You might respond: Sure, this administration has been active enough, but capture is probably a bigger problem under Republican presidents. Maybe so. But in the comparable period (January 2001 to April 2008), the George W. Bush administration issued many more significant rules: 4,559. And under both Obama and Bush, the annual costs of major federal regulations approved by OIRA have been relatively steady, generally ranging between $2 billion and $10 billion.
Warren is right to ask about all those meetings with affected industries. But agencies often meet with companies not to do their bidding, but to alert them to what's coming, to obtain relevant information, and to try to build support (or reduce opposition). So the frequency of meetings by itself isn't evidence of regulatory capture. What matters, in the end, is what's done.
What about the argument that delays can cost lives? That's both true and important. But when agencies take a long time to get rules out, it's often because of the difficulty of getting them right, not because of undue industry influence.
Lawyers and policy makers must work together, often for many months, to ensure that health and safety requirements will survive in court. And under both Republican and Democratic presidents, agencies must analyze the costs and benefits of expensive rules. That's a great idea, but it can take a long time to do that analysis and to figure out what approach has the highest net benefits.
These are not the only reasons rules take so long. Under the law, members of the public file numerous comments on rules. Agencies have to respond to them. That's also a great idea, but it strains agency resources and can much lengthen the process.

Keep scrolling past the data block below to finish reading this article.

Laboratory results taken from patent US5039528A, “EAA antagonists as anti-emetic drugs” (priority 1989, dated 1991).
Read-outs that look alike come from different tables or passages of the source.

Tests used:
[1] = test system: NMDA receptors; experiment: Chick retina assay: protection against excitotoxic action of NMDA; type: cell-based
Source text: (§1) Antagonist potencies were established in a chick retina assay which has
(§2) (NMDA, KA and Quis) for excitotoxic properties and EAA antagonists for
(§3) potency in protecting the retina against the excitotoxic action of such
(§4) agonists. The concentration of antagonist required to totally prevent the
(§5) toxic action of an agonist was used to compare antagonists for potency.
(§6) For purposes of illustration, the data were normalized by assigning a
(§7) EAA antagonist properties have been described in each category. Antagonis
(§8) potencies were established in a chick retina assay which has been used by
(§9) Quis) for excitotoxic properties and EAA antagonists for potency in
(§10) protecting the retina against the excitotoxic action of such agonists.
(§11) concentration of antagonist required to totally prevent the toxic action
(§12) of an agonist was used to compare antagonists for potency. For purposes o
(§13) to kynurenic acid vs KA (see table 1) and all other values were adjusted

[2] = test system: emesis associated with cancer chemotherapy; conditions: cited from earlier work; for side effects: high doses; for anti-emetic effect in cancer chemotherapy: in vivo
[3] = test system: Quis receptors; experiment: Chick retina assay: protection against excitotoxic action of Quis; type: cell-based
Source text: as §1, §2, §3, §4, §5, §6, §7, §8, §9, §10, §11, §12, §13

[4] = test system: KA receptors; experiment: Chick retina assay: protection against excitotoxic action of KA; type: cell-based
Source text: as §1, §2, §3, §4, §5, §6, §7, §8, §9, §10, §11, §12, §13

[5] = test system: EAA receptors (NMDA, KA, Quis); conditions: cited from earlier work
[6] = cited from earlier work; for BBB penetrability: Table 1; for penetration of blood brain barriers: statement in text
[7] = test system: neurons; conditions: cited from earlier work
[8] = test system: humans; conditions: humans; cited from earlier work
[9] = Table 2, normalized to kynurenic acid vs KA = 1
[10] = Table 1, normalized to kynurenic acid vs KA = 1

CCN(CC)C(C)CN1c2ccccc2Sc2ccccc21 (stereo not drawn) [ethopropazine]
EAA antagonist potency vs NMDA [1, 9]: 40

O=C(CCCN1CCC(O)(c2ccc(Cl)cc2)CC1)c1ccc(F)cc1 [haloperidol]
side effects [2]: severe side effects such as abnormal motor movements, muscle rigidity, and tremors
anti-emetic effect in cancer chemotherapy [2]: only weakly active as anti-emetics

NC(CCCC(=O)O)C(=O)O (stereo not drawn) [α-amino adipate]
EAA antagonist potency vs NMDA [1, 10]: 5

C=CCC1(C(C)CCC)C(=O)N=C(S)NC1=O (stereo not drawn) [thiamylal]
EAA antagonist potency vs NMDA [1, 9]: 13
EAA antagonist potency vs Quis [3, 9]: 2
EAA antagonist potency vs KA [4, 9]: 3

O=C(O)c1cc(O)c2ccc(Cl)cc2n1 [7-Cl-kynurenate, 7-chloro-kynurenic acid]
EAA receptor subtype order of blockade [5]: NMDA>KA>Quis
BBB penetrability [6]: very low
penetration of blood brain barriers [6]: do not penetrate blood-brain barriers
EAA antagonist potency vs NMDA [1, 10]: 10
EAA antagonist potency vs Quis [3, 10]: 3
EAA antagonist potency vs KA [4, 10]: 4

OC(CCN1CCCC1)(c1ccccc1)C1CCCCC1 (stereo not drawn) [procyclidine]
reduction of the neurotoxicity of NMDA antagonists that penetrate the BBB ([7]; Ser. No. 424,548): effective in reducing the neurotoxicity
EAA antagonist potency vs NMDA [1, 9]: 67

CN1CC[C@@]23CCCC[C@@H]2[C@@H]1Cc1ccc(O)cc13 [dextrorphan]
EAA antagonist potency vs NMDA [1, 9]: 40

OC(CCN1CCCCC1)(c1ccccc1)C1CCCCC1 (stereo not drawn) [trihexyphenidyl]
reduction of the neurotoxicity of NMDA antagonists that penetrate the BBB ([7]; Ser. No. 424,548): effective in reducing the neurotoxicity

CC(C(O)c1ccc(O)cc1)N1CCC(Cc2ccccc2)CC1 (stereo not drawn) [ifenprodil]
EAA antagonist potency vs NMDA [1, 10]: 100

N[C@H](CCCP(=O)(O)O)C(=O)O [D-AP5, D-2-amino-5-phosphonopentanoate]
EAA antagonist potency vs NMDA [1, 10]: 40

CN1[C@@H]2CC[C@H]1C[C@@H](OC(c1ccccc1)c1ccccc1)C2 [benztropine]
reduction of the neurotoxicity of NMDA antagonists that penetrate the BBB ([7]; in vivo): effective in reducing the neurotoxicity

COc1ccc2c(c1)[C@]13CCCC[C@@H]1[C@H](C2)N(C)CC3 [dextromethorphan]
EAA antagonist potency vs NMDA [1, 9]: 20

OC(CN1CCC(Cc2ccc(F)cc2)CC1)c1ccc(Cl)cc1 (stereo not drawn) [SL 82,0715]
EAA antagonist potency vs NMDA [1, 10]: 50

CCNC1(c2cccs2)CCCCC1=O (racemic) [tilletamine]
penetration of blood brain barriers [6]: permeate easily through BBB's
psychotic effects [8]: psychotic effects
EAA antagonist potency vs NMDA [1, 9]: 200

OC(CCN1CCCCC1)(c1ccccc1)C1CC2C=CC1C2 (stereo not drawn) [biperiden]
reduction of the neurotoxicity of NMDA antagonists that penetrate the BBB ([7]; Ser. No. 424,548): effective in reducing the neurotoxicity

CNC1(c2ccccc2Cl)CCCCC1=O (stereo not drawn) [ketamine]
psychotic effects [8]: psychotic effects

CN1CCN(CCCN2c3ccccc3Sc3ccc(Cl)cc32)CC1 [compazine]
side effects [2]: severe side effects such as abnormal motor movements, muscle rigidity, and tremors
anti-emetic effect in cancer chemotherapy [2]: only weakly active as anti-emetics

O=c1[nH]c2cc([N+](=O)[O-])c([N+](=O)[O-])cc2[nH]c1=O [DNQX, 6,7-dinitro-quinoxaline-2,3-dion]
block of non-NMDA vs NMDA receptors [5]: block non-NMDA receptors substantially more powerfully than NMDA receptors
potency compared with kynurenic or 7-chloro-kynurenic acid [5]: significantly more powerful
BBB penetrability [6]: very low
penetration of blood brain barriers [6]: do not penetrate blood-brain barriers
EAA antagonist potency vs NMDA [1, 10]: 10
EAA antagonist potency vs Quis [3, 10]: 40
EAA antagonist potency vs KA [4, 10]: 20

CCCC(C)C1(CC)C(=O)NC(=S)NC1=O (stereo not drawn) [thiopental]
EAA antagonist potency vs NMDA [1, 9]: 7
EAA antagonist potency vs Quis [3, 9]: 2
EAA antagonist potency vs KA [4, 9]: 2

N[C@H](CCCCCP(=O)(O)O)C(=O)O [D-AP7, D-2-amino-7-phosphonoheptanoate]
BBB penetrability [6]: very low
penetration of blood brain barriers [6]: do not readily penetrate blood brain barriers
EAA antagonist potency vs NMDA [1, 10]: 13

Even if regulatory capture usually isn't the central problem, Warren's proposals deserve serious consideration. She's right to say that Congress should give agencies the funding they need to do their jobs. She's right to emphasize the importance of simplification. And more transparency is probably a good thing: If people have been paid to make comments on a regulation, it makes sense to require them to disclose that fact.
Conservatives have convincingly argued that the U.S. should trim the stock of existing rules, and that cost-benefit analysis can be an excellent safeguard against unjustified requirements. Progressives cannot reasonably deny those points.
At the same time, progressives can easily show that delaying life-saving regulations is a serious problem, and that agencies should not be relying on self-serving studies by people who have been paid to skew the regulatory process in their favor. Conservatives cannot reasonably disagree.
There are the ingredients here of genuinely bipartisan regulatory reform. Warren's speech could be a significant step toward making that reform happen.
Cass Sunstein, a Bloomberg View columnist, is director of the Harvard Law School's program on behavioral economics and public policy.